Together, this combination of climate-related stressors represents an unprecedented challenge for the future of coral reefs and to the services they provide to people.
Across the globe, these problems cause a loss of reef resources of enormous economic and cultural value. A concerted effort to preserve reefs for the future demands action at global levels, but also will benefit hugely from continued local protection.”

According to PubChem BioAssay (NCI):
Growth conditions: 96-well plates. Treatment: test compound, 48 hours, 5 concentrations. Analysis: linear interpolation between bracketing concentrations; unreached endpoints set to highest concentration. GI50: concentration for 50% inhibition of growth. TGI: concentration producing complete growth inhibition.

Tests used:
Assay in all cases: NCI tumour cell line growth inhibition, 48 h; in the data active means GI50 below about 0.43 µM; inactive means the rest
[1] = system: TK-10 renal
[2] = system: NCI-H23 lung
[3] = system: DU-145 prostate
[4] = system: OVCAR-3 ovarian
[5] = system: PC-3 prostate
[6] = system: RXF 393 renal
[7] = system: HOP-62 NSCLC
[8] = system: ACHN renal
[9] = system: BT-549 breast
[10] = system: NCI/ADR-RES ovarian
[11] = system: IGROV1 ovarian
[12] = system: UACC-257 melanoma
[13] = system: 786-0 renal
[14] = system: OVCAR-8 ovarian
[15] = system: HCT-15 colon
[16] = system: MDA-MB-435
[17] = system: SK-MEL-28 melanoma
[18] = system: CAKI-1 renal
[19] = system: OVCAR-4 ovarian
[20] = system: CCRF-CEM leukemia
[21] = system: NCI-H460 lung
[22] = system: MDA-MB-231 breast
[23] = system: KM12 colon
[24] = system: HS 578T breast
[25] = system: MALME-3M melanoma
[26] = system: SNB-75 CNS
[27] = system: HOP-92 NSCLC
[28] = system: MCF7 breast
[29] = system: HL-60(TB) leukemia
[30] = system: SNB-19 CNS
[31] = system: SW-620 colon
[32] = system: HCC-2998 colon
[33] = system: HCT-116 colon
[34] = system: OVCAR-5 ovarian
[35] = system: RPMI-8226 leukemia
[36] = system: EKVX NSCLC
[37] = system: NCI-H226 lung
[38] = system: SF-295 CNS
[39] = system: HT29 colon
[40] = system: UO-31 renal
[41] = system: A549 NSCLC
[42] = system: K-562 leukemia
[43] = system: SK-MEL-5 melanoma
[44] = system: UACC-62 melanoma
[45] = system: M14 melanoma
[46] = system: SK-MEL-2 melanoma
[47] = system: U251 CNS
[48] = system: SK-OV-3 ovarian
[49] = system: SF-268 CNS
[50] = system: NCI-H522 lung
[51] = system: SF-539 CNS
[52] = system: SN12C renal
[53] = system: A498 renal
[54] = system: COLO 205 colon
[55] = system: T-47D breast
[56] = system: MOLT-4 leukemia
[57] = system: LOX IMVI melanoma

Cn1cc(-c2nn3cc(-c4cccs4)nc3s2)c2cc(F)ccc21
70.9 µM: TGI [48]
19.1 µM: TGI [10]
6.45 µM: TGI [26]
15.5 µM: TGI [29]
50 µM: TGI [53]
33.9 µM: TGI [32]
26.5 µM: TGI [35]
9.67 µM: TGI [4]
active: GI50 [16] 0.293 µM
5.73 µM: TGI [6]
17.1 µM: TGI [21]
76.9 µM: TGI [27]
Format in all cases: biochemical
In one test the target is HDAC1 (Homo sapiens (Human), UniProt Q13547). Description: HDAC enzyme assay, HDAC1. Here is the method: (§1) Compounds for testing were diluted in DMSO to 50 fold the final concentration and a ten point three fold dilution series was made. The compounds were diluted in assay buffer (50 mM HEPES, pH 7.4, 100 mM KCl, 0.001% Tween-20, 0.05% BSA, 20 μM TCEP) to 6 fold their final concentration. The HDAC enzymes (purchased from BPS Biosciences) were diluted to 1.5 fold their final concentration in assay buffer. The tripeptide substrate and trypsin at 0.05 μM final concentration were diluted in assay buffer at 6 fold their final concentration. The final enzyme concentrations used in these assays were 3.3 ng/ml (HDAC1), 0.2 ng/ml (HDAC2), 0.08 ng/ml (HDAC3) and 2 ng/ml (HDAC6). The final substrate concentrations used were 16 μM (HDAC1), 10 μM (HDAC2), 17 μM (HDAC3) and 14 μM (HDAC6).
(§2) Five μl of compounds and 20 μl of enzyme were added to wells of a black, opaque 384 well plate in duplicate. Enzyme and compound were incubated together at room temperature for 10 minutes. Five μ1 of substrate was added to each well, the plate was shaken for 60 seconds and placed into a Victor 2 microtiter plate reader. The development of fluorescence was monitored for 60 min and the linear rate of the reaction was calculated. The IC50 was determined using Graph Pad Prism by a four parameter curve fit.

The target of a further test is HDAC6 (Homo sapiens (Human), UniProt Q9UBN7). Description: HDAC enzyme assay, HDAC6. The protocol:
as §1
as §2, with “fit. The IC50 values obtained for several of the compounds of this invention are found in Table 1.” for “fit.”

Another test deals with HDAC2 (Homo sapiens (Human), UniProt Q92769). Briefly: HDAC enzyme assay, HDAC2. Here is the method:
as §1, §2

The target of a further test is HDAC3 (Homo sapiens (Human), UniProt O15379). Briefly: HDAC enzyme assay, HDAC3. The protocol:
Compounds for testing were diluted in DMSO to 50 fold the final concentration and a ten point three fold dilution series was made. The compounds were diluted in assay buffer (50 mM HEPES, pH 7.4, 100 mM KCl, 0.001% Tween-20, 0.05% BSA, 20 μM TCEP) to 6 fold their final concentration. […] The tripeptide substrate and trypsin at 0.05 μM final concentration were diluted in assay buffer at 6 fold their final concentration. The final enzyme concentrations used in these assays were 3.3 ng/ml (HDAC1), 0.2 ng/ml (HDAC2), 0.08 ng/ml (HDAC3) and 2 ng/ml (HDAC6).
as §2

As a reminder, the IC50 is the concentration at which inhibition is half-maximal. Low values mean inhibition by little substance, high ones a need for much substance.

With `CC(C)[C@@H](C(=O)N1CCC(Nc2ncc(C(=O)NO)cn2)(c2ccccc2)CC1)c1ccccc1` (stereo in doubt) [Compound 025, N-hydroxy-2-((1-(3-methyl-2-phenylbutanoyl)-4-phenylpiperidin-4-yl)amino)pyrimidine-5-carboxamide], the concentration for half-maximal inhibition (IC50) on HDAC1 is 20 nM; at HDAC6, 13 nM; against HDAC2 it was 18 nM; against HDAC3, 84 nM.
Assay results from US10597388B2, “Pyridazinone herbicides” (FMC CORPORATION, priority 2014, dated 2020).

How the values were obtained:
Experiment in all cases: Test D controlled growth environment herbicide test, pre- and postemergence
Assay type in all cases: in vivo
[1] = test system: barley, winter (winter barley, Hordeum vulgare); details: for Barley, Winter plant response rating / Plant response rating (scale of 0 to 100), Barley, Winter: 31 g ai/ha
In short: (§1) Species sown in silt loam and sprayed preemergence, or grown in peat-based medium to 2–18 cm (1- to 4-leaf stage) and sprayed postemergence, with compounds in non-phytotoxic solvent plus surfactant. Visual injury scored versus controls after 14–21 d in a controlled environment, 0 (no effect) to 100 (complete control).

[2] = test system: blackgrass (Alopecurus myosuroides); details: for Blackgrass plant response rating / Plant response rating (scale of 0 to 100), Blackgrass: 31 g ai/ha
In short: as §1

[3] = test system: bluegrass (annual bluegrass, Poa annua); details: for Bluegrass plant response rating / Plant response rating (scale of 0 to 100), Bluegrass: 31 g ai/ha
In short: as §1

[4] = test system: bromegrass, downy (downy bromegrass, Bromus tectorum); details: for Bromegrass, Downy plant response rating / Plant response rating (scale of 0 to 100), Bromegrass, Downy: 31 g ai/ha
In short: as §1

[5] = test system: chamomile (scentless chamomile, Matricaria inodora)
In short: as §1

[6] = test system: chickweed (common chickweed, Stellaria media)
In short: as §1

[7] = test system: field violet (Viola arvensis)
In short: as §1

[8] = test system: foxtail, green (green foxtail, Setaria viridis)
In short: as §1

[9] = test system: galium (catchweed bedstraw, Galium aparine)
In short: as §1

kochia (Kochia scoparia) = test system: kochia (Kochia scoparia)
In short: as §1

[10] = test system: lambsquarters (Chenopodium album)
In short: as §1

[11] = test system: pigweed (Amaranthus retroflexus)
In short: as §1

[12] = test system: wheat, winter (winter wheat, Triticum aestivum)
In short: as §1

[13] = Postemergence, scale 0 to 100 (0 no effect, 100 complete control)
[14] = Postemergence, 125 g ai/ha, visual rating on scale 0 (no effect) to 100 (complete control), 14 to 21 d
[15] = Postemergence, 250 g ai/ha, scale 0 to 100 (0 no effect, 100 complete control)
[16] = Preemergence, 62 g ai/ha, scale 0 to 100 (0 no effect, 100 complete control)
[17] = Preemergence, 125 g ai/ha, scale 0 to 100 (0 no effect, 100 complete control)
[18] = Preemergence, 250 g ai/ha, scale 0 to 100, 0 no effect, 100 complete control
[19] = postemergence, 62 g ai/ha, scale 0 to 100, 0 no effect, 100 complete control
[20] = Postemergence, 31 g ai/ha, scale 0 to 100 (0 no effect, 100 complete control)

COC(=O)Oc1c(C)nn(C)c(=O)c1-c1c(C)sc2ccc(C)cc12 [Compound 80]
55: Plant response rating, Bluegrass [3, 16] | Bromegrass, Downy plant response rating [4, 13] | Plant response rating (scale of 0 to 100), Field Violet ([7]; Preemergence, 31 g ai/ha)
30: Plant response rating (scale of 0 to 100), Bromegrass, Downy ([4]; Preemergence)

The scientific warnings about imminent threats to our environment have gone unheeded, due in large part to the influence of capitalist forces that control the global political agenda. With the threatened destruction of most of our coral reefs within a few generations if not sooner, we are faced with a catastrophe that we may see during our lifetime, one that may usher in a whole new series of rapid changes to livelihoods from the sea and starving populations who now depend on the coral reef system for sustenance. We tend to study the effects of these global forces degrading coral reefs, but not the rate at which their powers of destruction operate to diminish our future. Rate is everything, but very hard to predict. We are still early in the sixth species extinction, but we are gaining momentum and there is no doubt that this one is appropriately referred to as the anthropogenic species destruction because the offending party is us. Once these processes start, they can’t be stopped and this logic applies as well to the melting of the Greenland Ice and the Polar icecaps, but especially that of Antarctica. If we reduced atmospheric carbon dioxide tomorrow, we would have at least fifty years of reef destruction and global climate change conditions. These changes will be with us no matter what we do, but beyond that period, by reducing emissions and poisoning of the coral reefs, we might stand a chance of eventually seeing them restored. It is of course an issue about whether we have the political will to create a national movement that insists on habitat preservation, though this concept has become far more complex today that it was twenty years ago. The destruction of the global economy fits neatly into creating a national pause in the pursuit of overdue fixes to stabilize our environmental future.